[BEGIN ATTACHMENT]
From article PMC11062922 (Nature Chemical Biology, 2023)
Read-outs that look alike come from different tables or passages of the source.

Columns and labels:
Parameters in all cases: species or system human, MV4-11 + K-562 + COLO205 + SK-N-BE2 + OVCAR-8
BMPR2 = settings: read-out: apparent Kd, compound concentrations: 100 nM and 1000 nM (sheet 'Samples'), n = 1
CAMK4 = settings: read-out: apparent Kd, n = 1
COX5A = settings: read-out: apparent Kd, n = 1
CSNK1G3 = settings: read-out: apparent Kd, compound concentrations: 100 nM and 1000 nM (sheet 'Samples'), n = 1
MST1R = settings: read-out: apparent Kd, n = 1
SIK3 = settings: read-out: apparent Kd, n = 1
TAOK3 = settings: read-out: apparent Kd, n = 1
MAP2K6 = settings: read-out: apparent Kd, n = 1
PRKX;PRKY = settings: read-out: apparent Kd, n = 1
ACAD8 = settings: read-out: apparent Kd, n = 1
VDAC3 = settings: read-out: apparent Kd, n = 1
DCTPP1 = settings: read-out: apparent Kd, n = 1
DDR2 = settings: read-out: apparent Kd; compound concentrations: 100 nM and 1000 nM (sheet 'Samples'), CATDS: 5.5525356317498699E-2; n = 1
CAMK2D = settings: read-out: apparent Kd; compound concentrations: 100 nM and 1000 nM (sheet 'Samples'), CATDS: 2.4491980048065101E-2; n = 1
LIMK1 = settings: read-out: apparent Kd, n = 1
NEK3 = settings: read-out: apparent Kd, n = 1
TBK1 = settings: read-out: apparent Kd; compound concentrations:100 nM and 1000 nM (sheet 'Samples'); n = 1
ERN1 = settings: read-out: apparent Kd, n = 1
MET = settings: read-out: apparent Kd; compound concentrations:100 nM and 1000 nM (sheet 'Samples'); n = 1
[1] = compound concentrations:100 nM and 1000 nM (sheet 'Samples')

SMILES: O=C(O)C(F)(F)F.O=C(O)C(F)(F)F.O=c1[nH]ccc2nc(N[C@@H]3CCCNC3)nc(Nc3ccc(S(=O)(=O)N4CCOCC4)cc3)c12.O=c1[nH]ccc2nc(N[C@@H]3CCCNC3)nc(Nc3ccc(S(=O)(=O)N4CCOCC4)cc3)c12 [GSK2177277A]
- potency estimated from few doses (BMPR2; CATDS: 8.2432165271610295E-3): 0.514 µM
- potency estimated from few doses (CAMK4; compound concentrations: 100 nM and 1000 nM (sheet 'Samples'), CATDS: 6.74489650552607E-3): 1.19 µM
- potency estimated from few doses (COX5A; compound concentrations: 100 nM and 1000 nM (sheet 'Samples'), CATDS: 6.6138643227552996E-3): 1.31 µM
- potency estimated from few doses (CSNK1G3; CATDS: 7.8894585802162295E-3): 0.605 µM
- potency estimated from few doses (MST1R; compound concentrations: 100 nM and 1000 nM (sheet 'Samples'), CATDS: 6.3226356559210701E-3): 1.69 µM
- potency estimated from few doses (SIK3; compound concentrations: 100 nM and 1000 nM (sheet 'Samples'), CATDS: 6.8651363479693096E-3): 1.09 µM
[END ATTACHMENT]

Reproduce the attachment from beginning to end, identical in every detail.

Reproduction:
From article PMC11062922 (Nature Chemical Biology, 2023)
Read-outs that look alike come from different tables or passages of the source.

Columns and labels:
Parameters in all cases: species or system human, MV4-11 + K-562 + COLO205 + SK-N-BE2 + OVCAR-8
BMPR2 = settings: read-out: apparent Kd, compound concentrations: 100 nM and 1000 nM (sheet 'Samples'), n = 1
CAMK4 = settings: read-out: apparent Kd, n = 1
COX5A = settings: read-out: apparent Kd, n = 1
CSNK1G3 = settings: read-out: apparent Kd, compound concentrations: 100 nM and 1000 nM (sheet 'Samples'), n = 1
MST1R = settings: read-out: apparent Kd, n = 1
SIK3 = settings: read-out: apparent Kd, n = 1
TAOK3 = settings: read-out: apparent Kd, n = 1
MAP2K6 = settings: read-out: apparent Kd, n = 1
PRKX;PRKY = settings: read-out: apparent Kd, n = 1
ACAD8 = settings: read-out: apparent Kd, n = 1
VDAC3 = settings: read-out: apparent Kd, n = 1
DCTPP1 = settings: read-out: apparent Kd, n = 1
DDR2 = settings: read-out: apparent Kd; compound concentrations: 100 nM and 1000 nM (sheet 'Samples'), CATDS: 5.5525356317498699E-2; n = 1
CAMK2D = settings: read-out: apparent Kd; compound concentrations: 100 nM and 1000 nM (sheet 'Samples'), CATDS: 2.4491980048065101E-2; n = 1
LIMK1 = settings: read-out: apparent Kd, n = 1
NEK3 = settings: read-out: apparent Kd, n = 1
TBK1 = settings: read-out: apparent Kd; compound concentrations:100 nM and 1000 nM (sheet 'Samples'); n = 1
ERN1 = settings: read-out: apparent Kd, n = 1
MET = settings: read-out: apparent Kd; compound concentrations:100 nM and 1000 nM (sheet 'Samples'); n = 1
[1] = compound concentrations:100 nM and 1000 nM (sheet 'Samples')

SMILES: O=C(O)C(F)(F)F.O=C(O)C(F)(F)F.O=c1[nH]ccc2nc(N[C@@H]3CCCNC3)nc(Nc3ccc(S(=O)(=O)N4CCOCC4)cc3)c12.O=c1[nH]ccc2nc(N[C@@H]3CCCNC3)nc(Nc3ccc(S(=O)(=O)N4CCOCC4)cc3)c12 [GSK2177277A]
- potency estimated from few doses (BMPR2; CATDS: 8.2432165271610295E-3): 0.514 µM
- potency estimated from few doses (CAMK4; compound concentrations: 100 nM and 1000 nM (sheet 'Samples'), CATDS: 6.74489650552607E-3): 1.19 µM
- potency estimated from few doses (COX5A; compound concentrations: 100 nM and 1000 nM (sheet 'Samples'), CATDS: 6.6138643227552996E-3): 1.31 µM
- potency estimated from few doses (CSNK1G3; CATDS: 7.8894585802162295E-3): 0.605 µM
- potency estimated from few doses (MST1R; compound concentrations: 100 nM and 1000 nM (sheet 'Samples'), CATDS: 6.3226356559210701E-3): 1.69 µM
- potency estimated from few doses (SIK3; compound concentrations: 100 nM and 1000 nM (sheet 'Samples'), CATDS: 6.8651363479693096E-3): 1.09 µM